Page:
Walkthrough: Structured Exception Handling (Visual Basic)

While you can still employ the On Error statement to handle exceptions in your code in order to provide unstructured exception handling, Visual Basic 2005 also supports structured exception handling, which you can use to create and maintain programs with comprehensive error handling. In structured exception handling, blocks of code test for specific circumstances and react accordingly.

This walkthrough demonstrates how to add structured exception handling to a program. Specifically, it shows how to use the Try...Catch...Finally statement to handle exceptions, and how to perform error filtering within Catch blocks.

NoteNote

You cannot combine both structured and unstructured exception handling within a single procedure.

NoteNote

Your computer might show different names or locations for some of the Visual Studio user interface elements in the following instructions. The Visual Studio edition that you have and the settings that you use determine these elements. For more information, see Visual Studio Settings.

The following application is a customer order form for a company that sells teddy bears. The user interface consists of the following controls:

  • One TextBox for the customer's name.

  • Two ComboBox controls to select the color and size of the bear.

  • One Order Button.

  • Three labels that convey the purpose of each control to the user.

  • When the user enters the requested information and clicks the Order button, the application displays a summary of the order.

To create the application

  1. From the File menu, select New Project. The New Project dialog box appears.

  2. In the Project Types window, select Visual Basic and Windows if these are not already selected, select Windows Application from the Templates window.

  3. In the Properties window under Name, enter TeddyBearProject and click OK. The project is added to the Solution Explorer, and the Windows Forms Designer opens.

  4. Add the controls to the form, and set their properties as specified.

    Control

    Properties

    Property Values

    Label

    Name

    Text

    customerLabel

    Bear Order Form

    TextBox

    Name

    Text

    customerName

    Customer Name

    Label

    Name

    Text

    bearColorLabel

    Available Colors

    ComboBox

    Name

    Items

    Text

    bearColor

    Black, Brown, Spotted

    Bear Color

    Label

    Name

    Text

    bearSizeLabel

    Available Sizes

    ComboBox

    Name

    Items

    Text

    bearSize

    Small, Normal, Large

    Size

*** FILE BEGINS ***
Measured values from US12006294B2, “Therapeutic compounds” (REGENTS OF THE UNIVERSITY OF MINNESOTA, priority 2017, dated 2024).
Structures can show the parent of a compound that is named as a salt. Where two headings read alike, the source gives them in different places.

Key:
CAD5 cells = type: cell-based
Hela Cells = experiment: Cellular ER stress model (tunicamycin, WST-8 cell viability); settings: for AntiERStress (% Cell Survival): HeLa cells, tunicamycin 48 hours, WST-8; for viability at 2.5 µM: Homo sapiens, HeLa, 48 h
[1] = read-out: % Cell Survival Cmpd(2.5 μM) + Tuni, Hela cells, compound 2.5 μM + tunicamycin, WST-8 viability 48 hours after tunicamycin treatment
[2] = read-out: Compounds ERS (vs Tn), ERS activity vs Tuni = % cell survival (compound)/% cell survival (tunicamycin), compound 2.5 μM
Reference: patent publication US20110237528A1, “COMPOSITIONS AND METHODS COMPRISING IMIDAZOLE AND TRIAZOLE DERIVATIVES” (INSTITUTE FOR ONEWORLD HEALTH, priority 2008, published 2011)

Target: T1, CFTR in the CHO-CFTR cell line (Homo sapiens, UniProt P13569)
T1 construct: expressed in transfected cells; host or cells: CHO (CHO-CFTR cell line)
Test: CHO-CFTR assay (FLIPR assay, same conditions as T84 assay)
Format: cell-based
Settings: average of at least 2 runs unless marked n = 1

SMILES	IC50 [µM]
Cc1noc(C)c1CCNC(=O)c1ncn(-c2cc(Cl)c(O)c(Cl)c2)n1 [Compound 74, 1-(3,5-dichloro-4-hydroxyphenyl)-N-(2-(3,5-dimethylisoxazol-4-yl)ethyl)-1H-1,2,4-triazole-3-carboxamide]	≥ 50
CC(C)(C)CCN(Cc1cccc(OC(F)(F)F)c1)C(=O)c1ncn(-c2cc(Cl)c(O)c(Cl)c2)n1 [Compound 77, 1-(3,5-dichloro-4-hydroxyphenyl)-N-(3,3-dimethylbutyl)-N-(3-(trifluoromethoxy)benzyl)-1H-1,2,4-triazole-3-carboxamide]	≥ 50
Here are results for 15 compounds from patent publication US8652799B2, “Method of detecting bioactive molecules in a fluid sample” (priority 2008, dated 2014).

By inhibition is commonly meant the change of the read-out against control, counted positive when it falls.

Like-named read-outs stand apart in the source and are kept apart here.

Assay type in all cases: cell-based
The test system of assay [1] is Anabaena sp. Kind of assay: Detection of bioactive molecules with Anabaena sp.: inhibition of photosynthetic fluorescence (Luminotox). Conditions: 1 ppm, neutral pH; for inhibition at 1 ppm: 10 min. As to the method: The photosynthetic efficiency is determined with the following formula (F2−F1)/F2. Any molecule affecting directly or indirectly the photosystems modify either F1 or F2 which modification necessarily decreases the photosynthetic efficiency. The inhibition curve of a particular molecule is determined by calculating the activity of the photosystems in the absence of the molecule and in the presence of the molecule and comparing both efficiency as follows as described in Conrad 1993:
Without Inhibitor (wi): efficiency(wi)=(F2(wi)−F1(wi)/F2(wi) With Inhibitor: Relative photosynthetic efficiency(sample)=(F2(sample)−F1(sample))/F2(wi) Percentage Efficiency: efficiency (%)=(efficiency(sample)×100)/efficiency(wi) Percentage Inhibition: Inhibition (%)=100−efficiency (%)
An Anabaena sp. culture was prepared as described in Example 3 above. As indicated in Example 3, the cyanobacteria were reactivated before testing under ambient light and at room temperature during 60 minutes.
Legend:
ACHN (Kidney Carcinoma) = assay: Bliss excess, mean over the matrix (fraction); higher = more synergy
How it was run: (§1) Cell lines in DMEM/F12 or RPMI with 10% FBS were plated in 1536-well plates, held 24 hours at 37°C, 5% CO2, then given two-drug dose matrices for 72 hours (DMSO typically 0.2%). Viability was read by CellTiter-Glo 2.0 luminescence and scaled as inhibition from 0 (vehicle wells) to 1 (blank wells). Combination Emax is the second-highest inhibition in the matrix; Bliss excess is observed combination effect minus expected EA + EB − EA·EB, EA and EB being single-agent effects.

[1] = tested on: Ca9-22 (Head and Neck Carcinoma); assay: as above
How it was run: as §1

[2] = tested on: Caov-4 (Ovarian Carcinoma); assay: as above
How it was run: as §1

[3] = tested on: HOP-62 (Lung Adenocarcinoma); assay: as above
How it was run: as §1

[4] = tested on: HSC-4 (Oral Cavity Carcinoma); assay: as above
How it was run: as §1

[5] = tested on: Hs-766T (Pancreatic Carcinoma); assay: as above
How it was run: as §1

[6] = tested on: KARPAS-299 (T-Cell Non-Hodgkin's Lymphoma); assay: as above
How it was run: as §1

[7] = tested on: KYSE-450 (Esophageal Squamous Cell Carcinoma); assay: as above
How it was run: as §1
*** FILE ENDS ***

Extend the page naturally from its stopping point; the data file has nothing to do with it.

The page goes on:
Button

    Name

    Text

    order

    Order

Now that the controls and their properties are added and set, you must place code behind them to make them function. The following code handles the Click event for the Order button and displays a message to the customer.

To add functionality to the form and its controls

  • Add the following code to the Order button's Click event.

    
    Dim bearOrder As String
    bearOrder =
      String.Format("You have ordered a {0} {1} bear.",
      bearSize.SelectedItem, bearColor.SelectedItem)
    MsgBox(bearOrder)
    
    
    

The application is now ready for you to add structured exception handling code.

To ensure that the customer has specified a color for the bear, add a Try...Catch statement. Remember the following:

  • A Catch clause with no identifier catches all exceptions.

  • A Catch clause with a When clause catches exceptions only when the expression evaluates to True; the expression type must be implicitly convertible to Boolean.

To add a simple Try...Catch block

  • Add the following code to the Order button's Click event after the section that tests the size and color values, that is, after String.Format ("You have ordered a {0} {1} bear.", BearSize.SelectedItem, BearColor.SelectedItem). This code throws an exception if it encounters an invalid color value. In adding Try statements, be aware that the editor automatically supplies End Try at the end of the statement.

    
    Try
        If bearColor.SelectedIndex < 0 OrElse
           bearColor.SelectedIndex > 2 Then
             Throw New System.Exception()
        End If
        ' The Catch statement handles errors caused by a lack of bear color.
    Catch ex As Exception When bearColor.SelectedIndex < 0
        bearOrder = String.Format("You must select a bear color!")
    Finally
        Beep() ' Beep at the end.
    End Try
    
    
    

To add an additional Catch clause

  1. Add a new item, "Purple", to the bearColor ComboBox control.

  2. Add the following code after the code line bearOrder = String.Format("You must select a bear color!").

    
    Catch ex As Exception When bearColor.SelectedIndex = 3
        bearOrder = String.Format("There are no bears of that color.")
    
    
    

You can add as many Catch clauses as necessary to your code.

You can now test the application to make sure it works correctly.

To build and run the application

  1. From the Build menu, select Build TeddyBearProject.

  2. Press F5 to run the application. The main form appears.

To test the application

  1. Enter a name in the Customer Name text box, and then select a color and size for the bear from the Available Colors and Available Sizes combo boxes.

  2. Click the Order button. If you selected either Black, Brown, or Spotted as the color in the previous step, a message appears stating the size and color of the bear you ordered.

    If you do not specify a color, a message appears prompting you to do so.

  3. Click OK to cancel the message.

  4. In the Available Colors text box, select Purple, and then click the Order button. A message appears stating that purple bears are not available.

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